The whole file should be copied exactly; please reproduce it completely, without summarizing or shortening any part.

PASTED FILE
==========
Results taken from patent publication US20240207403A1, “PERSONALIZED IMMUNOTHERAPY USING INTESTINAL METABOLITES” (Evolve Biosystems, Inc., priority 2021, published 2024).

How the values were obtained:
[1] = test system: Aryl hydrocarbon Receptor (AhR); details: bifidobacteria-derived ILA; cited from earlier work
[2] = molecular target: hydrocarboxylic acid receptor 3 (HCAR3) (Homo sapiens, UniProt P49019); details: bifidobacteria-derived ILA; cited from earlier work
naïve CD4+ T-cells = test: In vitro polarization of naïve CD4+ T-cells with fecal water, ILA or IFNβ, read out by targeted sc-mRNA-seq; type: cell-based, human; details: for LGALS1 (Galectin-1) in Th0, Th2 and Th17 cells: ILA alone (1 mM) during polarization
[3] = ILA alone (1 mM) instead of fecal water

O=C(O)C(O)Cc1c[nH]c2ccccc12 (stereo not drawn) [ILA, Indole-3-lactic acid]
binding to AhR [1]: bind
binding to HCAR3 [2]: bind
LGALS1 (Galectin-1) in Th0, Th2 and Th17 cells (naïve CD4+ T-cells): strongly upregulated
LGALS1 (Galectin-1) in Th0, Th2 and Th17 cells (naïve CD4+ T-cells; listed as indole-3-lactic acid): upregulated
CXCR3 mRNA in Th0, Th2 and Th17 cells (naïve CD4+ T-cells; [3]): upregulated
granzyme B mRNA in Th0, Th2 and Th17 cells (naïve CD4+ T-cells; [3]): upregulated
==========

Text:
Results taken from patent publication US20240207403A1, “PERSONALIZED IMMUNOTHERAPY USING INTESTINAL METABOLITES” (Evolve Biosystems, Inc., priority 2021, published 2024).

How the values were obtained:
[1] = test system: Aryl hydrocarbon Receptor (AhR); details: bifidobacteria-derived ILA; cited from earlier work
[2] = molecular target: hydrocarboxylic acid receptor 3 (HCAR3) (Homo sapiens, UniProt P49019); details: bifidobacteria-derived ILA; cited from earlier work
naïve CD4+ T-cells = test: In vitro polarization of naïve CD4+ T-cells with fecal water, ILA or IFNβ, read out by targeted sc-mRNA-seq; type: cell-based, human; details: for LGALS1 (Galectin-1) in Th0, Th2 and Th17 cells: ILA alone (1 mM) during polarization
[3] = ILA alone (1 mM) instead of fecal water

O=C(O)C(O)Cc1c[nH]c2ccccc12 (stereo not drawn) [ILA, Indole-3-lactic acid]
binding to AhR [1]: bind
binding to HCAR3 [2]: bind
LGALS1 (Galectin-1) in Th0, Th2 and Th17 cells (naïve CD4+ T-cells): strongly upregulated
LGALS1 (Galectin-1) in Th0, Th2 and Th17 cells (naïve CD4+ T-cells; listed as indole-3-lactic acid): upregulated
CXCR3 mRNA in Th0, Th2 and Th17 cells (naïve CD4+ T-cells; [3]): upregulated
granzyme B mRNA in Th0, Th2 and Th17 cells (naïve CD4+ T-cells; [3]): upregulated